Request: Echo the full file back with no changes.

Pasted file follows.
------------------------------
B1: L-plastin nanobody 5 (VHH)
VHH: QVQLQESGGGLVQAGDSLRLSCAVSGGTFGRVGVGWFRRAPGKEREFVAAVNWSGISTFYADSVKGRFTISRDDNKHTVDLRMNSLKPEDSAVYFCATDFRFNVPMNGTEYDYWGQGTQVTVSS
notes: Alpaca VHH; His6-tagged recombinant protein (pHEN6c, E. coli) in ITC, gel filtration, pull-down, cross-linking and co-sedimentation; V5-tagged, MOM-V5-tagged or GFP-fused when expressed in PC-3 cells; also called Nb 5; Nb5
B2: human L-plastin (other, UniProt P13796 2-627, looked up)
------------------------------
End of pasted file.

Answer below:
B1: L-plastin nanobody 5 (VHH)
VHH: QVQLQESGGGLVQAGDSLRLSCAVSGGTFGRVGVGWFRRAPGKEREFVAAVNWSGISTFYADSVKGRFTISRDDNKHTVDLRMNSLKPEDSAVYFCATDFRFNVPMNGTEYDYWGQGTQVTVSS
notes: Alpaca VHH; His6-tagged recombinant protein (pHEN6c, E. coli) in ITC, gel filtration, pull-down, cross-linking and co-sedimentation; V5-tagged, MOM-V5-tagged or GFP-fused when expressed in PC-3 cells; also called Nb 5; Nb5
B2: human L-plastin (other, UniProt P13796 2-627, looked up)